Miami Dolphins running back Frank Gore happy to be home

Miami Dolphins running back Frank Gore is happy to be home and playing for the Fins in his final years in the NFL and watching his son play football in high school.
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Miami Dolphins running back Frank Gore is happy to be home and playing for the Fins in his final years in the NFL and watching his son play football in high school.
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Barry Jackson brings you the latest news and nuggets from the South Florida sports world

Barry Jackson

These are the reasons why the Miami Dolphins can feel especially pleased this week

By Barry Jackson

bjackson@miamiherald.com

September 11, 2018 03:00 PM

No, the Dolphins’ decision-making troika will not be taking a victory lap after several of their offseason pickups helped mightily in Sunday’s opener against Tennessee.

But for a day, at least, most of the key additions made by Adam Gase, Mike Tannenbaum and Chris Grier made important contributions.

There was Albert Wilson jitterbugging all over the field, breaking tackles.

There was Danny Amendola finding seams in the Tennessee secondary.

There was Robert Quinn applying a bit of pressure and holding up stoutly in the run game.

There was Minkah Fitzpatrick making a fantastic tackle at the goal line to prevent a Tennessee touchdown.

There were new offensive linemen Daniel Kilgore and Josh Sitton providing generally stellar protection for Ryan Tannehill and creating holes in the running game.

And there was Frank Gore steamrolling through those holes, displaying a burst that belies his age (35).

Gore collected his 61 rushing yards on 6.8 per carry — his highest per carry average since averaging 7.6 yards per attempt as a San Francisco 49er (20 for 153) in a September 2013 game at the Rams.

Gore averaged only 3.7 yards per carry for the Colts last season, but the Dolphins believed that was primarily the result of deficient blocking, privately citing the fact his yards after contact had increased in recent years.

And on Sunday, 32 of his yards came after contact, according to Pro Football Focus, which gave him the highest grade of any Dolphins offensive player for the opener.

Meanwhile, Kilgore and Sitton were part of a line that allowed only one sack and helped Miami average 4.1 per carry.

According to Pro Football Focus, Kilgore graded out eighth among centers for the first week of the season and Sitton was 27th among 56 guards.

Wilson broke tackles on all three of his receptions, including one that allowed Miami to convert a third down.

“Albert did a really good job of making plays that were really nothing into something, making defenders miss,” Gase said.

Wilson (three receptions for 31 yards) and Amendola (4 for 26) combined for 7 receptions for 57 yards – on par with Jarvis Landry’s per game averages for the Dolphins last season (7 for 61).

Wilson and Amendola are combining to earn about $1 million less, per year on average, than the $15 million that Landry is averaging in his five-year contract with Cleveland. But more importantly, the Wilson/Amendola deals are worth a combined $36 million, compared with $75 million for Landry.

Defensively, Quinn didn’t have a sack, but PFF ranked him fifth among all defensive ends in run defense through Sunday’s games and the matchup was very competitive with Pro Bowl left tackle Taylor Lewan before Lewan left with a concussion in the second quarter.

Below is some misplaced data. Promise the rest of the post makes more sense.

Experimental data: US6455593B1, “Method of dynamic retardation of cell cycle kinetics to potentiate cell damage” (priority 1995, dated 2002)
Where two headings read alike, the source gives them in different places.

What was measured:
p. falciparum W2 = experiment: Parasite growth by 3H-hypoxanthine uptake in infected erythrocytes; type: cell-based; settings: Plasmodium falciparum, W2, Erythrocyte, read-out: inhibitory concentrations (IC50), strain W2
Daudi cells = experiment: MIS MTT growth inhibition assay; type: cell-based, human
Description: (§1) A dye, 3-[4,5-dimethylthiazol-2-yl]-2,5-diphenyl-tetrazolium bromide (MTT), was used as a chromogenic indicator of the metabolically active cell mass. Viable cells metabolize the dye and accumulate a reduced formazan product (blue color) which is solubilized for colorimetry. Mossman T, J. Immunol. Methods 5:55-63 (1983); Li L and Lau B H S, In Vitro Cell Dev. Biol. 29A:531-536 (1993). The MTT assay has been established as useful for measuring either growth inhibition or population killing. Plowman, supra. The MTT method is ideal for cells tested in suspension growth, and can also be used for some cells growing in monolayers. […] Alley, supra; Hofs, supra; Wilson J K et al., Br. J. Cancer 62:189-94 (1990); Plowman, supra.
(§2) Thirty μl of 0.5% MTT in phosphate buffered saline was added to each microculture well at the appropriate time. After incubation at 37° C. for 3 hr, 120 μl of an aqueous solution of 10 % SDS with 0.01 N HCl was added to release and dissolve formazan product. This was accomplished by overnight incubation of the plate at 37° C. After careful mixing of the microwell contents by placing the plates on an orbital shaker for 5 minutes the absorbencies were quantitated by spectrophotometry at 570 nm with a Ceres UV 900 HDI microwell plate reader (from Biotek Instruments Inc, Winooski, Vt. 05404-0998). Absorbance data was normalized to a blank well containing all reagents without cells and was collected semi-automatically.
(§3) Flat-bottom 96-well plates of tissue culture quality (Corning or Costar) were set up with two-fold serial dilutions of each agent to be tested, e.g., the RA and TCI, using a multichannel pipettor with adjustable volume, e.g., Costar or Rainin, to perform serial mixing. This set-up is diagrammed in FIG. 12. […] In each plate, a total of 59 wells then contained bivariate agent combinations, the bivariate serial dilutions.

Both Quinn and the other newcomer on the defensive line, Akeem Spence, were barreling in on Titans quarterback Blaine Gabbert before Gabbert’s rushed screen pass was intercepted by Kiko Alonso.

As for Fitzpatrick, the rookie first-rounder shifted momentum when he pushed aside Rishard Matthews to stop Corey Davis on a fourth and goal, preventing a touchdown that would have put the Titans up 10-0.

“They didn’t run it a whole lot, but it’s a combo route that teams run down there,” Fitzpatrick said. “It’s a good play, especially in a zone coverage. They pick one guy; the guy in the flat is wide open.”

PFF said Fitzpatrick graded out the best of any Dolphins defender Sunday; he allowed just three completions in six attempts for 14 yards and had six tackles.

Meanwhile, rookie linebacker Jerome Baker was decent, ranking the best of Miami’s linebackers by PFF, 44th of 74 qualifiers.

And a couple of other newcomers left positive impressions.

Rookie kicker Jason Sanders made both of his field goal attempts (from 27 and 30 yards) and all three extra point attempts, but a couple of his kickoffs were too short.

Special teams ace Brandon Bolden, who the Dolphins signed after being cut by the Patriots, had a key block on Jakeem Grant’s 102-yard kickoff return and made a key tackle to prevent a potentially very long return.

Meanwhile, Mike Gesicki had an adequate debut, ranking both 33th overall and 33rd in blocking (where there has been some improvement) among 53 qualifying tight ends evaluated by PFF.

As for prominent jettisoned Dolphins, Landry caught seven passes for 106 yards in his Cleveland debut. Ndamukong Suh had four tackles for the Rams and new Chargers center Mike Pouncey graded out sixth among centers in PFF’s evaluations.

But the Dolphins could emerge from Sunday feeling pretty good about the moves they made, even while knowing it’s far too soon to make any definitive conclusions.

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Miami Dolphins QB Ryan Tannehill talks about what the team did during the delays in the longest game in NFL history.

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